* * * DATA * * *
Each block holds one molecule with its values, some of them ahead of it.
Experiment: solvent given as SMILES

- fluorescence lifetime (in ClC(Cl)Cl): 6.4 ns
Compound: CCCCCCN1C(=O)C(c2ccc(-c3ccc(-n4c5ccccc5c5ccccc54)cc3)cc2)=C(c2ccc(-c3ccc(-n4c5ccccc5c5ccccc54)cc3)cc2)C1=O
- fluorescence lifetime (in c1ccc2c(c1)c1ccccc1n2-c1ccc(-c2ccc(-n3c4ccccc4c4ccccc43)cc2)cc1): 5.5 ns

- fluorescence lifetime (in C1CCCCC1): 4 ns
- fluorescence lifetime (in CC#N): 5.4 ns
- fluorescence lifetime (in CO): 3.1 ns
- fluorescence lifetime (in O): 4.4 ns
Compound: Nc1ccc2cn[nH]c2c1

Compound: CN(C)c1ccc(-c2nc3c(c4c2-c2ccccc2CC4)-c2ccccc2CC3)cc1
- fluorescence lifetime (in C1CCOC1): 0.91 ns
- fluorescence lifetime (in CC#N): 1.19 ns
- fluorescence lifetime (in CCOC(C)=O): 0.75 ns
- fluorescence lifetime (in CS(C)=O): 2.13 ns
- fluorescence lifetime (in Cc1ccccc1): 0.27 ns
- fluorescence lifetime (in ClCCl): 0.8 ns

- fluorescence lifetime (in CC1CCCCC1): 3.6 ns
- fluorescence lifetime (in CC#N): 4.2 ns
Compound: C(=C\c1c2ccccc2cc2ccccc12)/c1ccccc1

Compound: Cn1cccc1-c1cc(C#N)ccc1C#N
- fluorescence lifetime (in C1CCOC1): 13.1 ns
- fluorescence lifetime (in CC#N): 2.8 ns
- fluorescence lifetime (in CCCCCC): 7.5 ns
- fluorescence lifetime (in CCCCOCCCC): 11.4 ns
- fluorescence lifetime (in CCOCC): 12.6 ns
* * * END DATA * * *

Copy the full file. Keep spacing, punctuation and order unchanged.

Each block holds one molecule with its values, some of them ahead of it.
Experiment: solvent given as SMILES

- fluorescence lifetime (in ClC(Cl)Cl): 6.4 ns
Compound: CCCCCCN1C(=O)C(c2ccc(-c3ccc(-n4c5ccccc5c5ccccc54)cc3)cc2)=C(c2ccc(-c3ccc(-n4c5ccccc5c5ccccc54)cc3)cc2)C1=O
- fluorescence lifetime (in c1ccc2c(c1)c1ccccc1n2-c1ccc(-c2ccc(-n3c4ccccc4c4ccccc43)cc2)cc1): 5.5 ns

- fluorescence lifetime (in C1CCCCC1): 4 ns
- fluorescence lifetime (in CC#N): 5.4 ns
- fluorescence lifetime (in CO): 3.1 ns
- fluorescence lifetime (in O): 4.4 ns
Compound: Nc1ccc2cn[nH]c2c1

Compound: CN(C)c1ccc(-c2nc3c(c4c2-c2ccccc2CC4)-c2ccccc2CC3)cc1
- fluorescence lifetime (in C1CCOC1): 0.91 ns
- fluorescence lifetime (in CC#N): 1.19 ns
- fluorescence lifetime (in CCOC(C)=O): 0.75 ns
- fluorescence lifetime (in CS(C)=O): 2.13 ns
- fluorescence lifetime (in Cc1ccccc1): 0.27 ns
- fluorescence lifetime (in ClCCl): 0.8 ns

- fluorescence lifetime (in CC1CCCCC1): 3.6 ns
- fluorescence lifetime (in CC#N): 4.2 ns
Compound: C(=C\c1c2ccccc2cc2ccccc12)/c1ccccc1

Compound: Cn1cccc1-c1cc(C#N)ccc1C#N
- fluorescence lifetime (in C1CCOC1): 13.1 ns
- fluorescence lifetime (in CC#N): 2.8 ns
- fluorescence lifetime (in CCCCCC): 7.5 ns
- fluorescence lifetime (in CCCCOCCCC): 11.4 ns
- fluorescence lifetime (in CCOCC): 12.6 ns